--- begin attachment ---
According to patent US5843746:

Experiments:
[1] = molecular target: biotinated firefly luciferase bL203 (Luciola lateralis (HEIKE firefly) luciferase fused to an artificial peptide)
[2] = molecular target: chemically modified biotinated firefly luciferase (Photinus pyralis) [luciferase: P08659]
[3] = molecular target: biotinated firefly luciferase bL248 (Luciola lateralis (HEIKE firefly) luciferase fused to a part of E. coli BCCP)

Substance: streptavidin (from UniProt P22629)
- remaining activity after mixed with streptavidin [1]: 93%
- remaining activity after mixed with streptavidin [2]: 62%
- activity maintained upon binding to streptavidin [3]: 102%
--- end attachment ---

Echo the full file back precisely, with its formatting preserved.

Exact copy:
According to patent US5843746:

Experiments:
[1] = molecular target: biotinated firefly luciferase bL203 (Luciola lateralis (HEIKE firefly) luciferase fused to an artificial peptide)
[2] = molecular target: chemically modified biotinated firefly luciferase (Photinus pyralis) [luciferase: P08659]
[3] = molecular target: biotinated firefly luciferase bL248 (Luciola lateralis (HEIKE firefly) luciferase fused to a part of E. coli BCCP)

Substance: streptavidin (from UniProt P22629)
- remaining activity after mixed with streptavidin [1]: 93%
- remaining activity after mixed with streptavidin [2]: 62%
- activity maintained upon binding to streptavidin [3]: 102%